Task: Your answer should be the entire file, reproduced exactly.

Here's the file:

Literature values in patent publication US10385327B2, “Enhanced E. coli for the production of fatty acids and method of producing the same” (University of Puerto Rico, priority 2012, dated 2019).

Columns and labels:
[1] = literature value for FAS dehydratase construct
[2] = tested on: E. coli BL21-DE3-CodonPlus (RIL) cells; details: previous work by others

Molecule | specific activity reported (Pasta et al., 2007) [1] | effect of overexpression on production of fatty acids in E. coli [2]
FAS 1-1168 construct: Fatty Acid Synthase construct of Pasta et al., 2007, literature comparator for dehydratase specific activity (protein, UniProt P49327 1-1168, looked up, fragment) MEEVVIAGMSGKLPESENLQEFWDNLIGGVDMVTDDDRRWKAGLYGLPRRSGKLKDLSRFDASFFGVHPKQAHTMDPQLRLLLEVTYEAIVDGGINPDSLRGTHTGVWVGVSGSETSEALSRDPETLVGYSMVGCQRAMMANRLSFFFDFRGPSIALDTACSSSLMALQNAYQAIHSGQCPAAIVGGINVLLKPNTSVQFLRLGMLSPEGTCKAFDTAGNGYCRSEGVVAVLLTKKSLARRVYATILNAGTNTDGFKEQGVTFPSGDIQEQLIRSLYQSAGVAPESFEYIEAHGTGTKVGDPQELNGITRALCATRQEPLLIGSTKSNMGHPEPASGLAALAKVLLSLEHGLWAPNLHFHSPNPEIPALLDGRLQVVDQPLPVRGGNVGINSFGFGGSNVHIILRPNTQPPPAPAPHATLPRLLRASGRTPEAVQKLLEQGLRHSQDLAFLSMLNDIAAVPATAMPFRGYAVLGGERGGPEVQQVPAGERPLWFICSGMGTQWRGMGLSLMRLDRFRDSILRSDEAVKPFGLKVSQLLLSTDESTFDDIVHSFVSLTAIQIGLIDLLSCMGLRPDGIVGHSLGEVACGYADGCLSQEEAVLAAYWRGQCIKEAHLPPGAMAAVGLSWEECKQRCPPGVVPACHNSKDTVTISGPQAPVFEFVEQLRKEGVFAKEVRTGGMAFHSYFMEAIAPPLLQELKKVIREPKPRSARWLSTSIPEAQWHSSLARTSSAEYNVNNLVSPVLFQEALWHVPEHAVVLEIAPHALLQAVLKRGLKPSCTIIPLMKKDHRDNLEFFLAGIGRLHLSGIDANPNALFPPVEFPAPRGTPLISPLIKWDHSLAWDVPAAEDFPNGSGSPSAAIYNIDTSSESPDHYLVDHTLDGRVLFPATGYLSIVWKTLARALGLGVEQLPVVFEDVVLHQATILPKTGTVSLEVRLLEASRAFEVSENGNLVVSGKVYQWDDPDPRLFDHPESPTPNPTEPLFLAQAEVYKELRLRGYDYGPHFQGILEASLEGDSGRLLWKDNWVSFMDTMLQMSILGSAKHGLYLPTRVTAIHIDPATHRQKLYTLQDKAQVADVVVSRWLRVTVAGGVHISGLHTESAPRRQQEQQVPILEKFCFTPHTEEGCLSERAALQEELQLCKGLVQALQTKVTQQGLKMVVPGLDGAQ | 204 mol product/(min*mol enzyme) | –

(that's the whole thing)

Literature values in patent publication US10385327B2, “Enhanced E. coli for the production of fatty acids and method of producing the same” (University of Puerto Rico, priority 2012, dated 2019).

Columns and labels:
[1] = literature value for FAS dehydratase construct
[2] = tested on: E. coli BL21-DE3-CodonPlus (RIL) cells; details: previous work by others

Molecule | specific activity reported (Pasta et al., 2007) [1] | effect of overexpression on production of fatty acids in E. coli [2]
FAS 1-1168 construct: Fatty Acid Synthase construct of Pasta et al., 2007, literature comparator for dehydratase specific activity (protein, UniProt P49327 1-1168, looked up, fragment) MEEVVIAGMSGKLPESENLQEFWDNLIGGVDMVTDDDRRWKAGLYGLPRRSGKLKDLSRFDASFFGVHPKQAHTMDPQLRLLLEVTYEAIVDGGINPDSLRGTHTGVWVGVSGSETSEALSRDPETLVGYSMVGCQRAMMANRLSFFFDFRGPSIALDTACSSSLMALQNAYQAIHSGQCPAAIVGGINVLLKPNTSVQFLRLGMLSPEGTCKAFDTAGNGYCRSEGVVAVLLTKKSLARRVYATILNAGTNTDGFKEQGVTFPSGDIQEQLIRSLYQSAGVAPESFEYIEAHGTGTKVGDPQELNGITRALCATRQEPLLIGSTKSNMGHPEPASGLAALAKVLLSLEHGLWAPNLHFHSPNPEIPALLDGRLQVVDQPLPVRGGNVGINSFGFGGSNVHIILRPNTQPPPAPAPHATLPRLLRASGRTPEAVQKLLEQGLRHSQDLAFLSMLNDIAAVPATAMPFRGYAVLGGERGGPEVQQVPAGERPLWFICSGMGTQWRGMGLSLMRLDRFRDSILRSDEAVKPFGLKVSQLLLSTDESTFDDIVHSFVSLTAIQIGLIDLLSCMGLRPDGIVGHSLGEVACGYADGCLSQEEAVLAAYWRGQCIKEAHLPPGAMAAVGLSWEECKQRCPPGVVPACHNSKDTVTISGPQAPVFEFVEQLRKEGVFAKEVRTGGMAFHSYFMEAIAPPLLQELKKVIREPKPRSARWLSTSIPEAQWHSSLARTSSAEYNVNNLVSPVLFQEALWHVPEHAVVLEIAPHALLQAVLKRGLKPSCTIIPLMKKDHRDNLEFFLAGIGRLHLSGIDANPNALFPPVEFPAPRGTPLISPLIKWDHSLAWDVPAAEDFPNGSGSPSAAIYNIDTSSESPDHYLVDHTLDGRVLFPATGYLSIVWKTLARALGLGVEQLPVVFEDVVLHQATILPKTGTVSLEVRLLEASRAFEVSENGNLVVSGKVYQWDDPDPRLFDHPESPTPNPTEPLFLAQAEVYKELRLRGYDYGPHFQGILEASLEGDSGRLLWKDNWVSFMDTMLQMSILGSAKHGLYLPTRVTAIHIDPATHRQKLYTLQDKAQVADVVVSRWLRVTVAGGVHISGLHTESAPRRQQEQQVPILEKFCFTPHTEEGCLSERAALQEELQLCKGLVQALQTKVTQQGLKMVVPGLDGAQ | 204 mol product/(min*mol enzyme) | –